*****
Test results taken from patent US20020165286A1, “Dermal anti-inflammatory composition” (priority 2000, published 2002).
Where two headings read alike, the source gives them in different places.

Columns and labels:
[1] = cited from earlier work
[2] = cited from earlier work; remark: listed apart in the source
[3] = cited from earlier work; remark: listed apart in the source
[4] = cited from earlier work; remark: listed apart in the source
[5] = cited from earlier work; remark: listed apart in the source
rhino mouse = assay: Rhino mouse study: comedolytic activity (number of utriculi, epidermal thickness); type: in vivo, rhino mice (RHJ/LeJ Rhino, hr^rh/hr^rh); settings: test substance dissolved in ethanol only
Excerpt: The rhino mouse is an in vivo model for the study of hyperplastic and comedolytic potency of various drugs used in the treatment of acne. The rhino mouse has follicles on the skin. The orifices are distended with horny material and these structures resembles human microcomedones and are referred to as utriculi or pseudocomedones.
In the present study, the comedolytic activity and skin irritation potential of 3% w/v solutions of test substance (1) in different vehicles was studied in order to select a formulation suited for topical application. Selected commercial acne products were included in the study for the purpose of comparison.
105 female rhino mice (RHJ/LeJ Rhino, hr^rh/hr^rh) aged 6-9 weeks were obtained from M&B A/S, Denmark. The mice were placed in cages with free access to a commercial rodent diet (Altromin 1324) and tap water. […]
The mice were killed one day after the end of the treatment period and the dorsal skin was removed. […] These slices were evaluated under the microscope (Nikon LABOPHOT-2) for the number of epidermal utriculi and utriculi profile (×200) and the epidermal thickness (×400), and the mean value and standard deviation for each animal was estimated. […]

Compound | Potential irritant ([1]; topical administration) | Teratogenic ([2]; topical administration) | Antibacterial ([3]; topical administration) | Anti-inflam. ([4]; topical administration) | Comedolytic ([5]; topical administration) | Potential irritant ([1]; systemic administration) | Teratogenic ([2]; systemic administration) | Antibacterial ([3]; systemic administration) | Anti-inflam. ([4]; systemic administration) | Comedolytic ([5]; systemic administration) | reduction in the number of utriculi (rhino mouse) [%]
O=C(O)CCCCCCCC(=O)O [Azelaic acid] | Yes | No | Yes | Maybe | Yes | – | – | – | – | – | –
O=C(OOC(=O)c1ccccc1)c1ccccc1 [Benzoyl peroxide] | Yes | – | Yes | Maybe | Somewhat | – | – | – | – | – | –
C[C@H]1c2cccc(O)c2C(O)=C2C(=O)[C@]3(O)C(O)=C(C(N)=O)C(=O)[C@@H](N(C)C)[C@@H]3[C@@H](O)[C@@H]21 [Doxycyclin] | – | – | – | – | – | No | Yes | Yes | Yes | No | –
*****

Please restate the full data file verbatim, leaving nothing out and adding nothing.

Test results taken from patent US20020165286A1, “Dermal anti-inflammatory composition” (priority 2000, published 2002).
Where two headings read alike, the source gives them in different places.

Columns and labels:
[1] = cited from earlier work
[2] = cited from earlier work; remark: listed apart in the source
[3] = cited from earlier work; remark: listed apart in the source
[4] = cited from earlier work; remark: listed apart in the source
[5] = cited from earlier work; remark: listed apart in the source
rhino mouse = assay: Rhino mouse study: comedolytic activity (number of utriculi, epidermal thickness); type: in vivo, rhino mice (RHJ/LeJ Rhino, hr^rh/hr^rh); settings: test substance dissolved in ethanol only
Excerpt: The rhino mouse is an in vivo model for the study of hyperplastic and comedolytic potency of various drugs used in the treatment of acne. The rhino mouse has follicles on the skin. The orifices are distended with horny material and these structures resembles human microcomedones and are referred to as utriculi or pseudocomedones.
In the present study, the comedolytic activity and skin irritation potential of 3% w/v solutions of test substance (1) in different vehicles was studied in order to select a formulation suited for topical application. Selected commercial acne products were included in the study for the purpose of comparison.
105 female rhino mice (RHJ/LeJ Rhino, hr^rh/hr^rh) aged 6-9 weeks were obtained from M&B A/S, Denmark. The mice were placed in cages with free access to a commercial rodent diet (Altromin 1324) and tap water. […]
The mice were killed one day after the end of the treatment period and the dorsal skin was removed. […] These slices were evaluated under the microscope (Nikon LABOPHOT-2) for the number of epidermal utriculi and utriculi profile (×200) and the epidermal thickness (×400), and the mean value and standard deviation for each animal was estimated. […]

Compound | Potential irritant ([1]; topical administration) | Teratogenic ([2]; topical administration) | Antibacterial ([3]; topical administration) | Anti-inflam. ([4]; topical administration) | Comedolytic ([5]; topical administration) | Potential irritant ([1]; systemic administration) | Teratogenic ([2]; systemic administration) | Antibacterial ([3]; systemic administration) | Anti-inflam. ([4]; systemic administration) | Comedolytic ([5]; systemic administration) | reduction in the number of utriculi (rhino mouse) [%]
O=C(O)CCCCCCCC(=O)O [Azelaic acid] | Yes | No | Yes | Maybe | Yes | – | – | – | – | – | –
O=C(OOC(=O)c1ccccc1)c1ccccc1 [Benzoyl peroxide] | Yes | – | Yes | Maybe | Somewhat | – | – | – | – | – | –
C[C@H]1c2cccc(O)c2C(O)=C2C(=O)[C@]3(O)C(O)=C(C(N)=O)C(=O)[C@@H](N(C)C)[C@@H]3[C@@H](O)[C@@H]21 [Doxycyclin] | – | – | – | – | – | No | Yes | Yes | Yes | No | –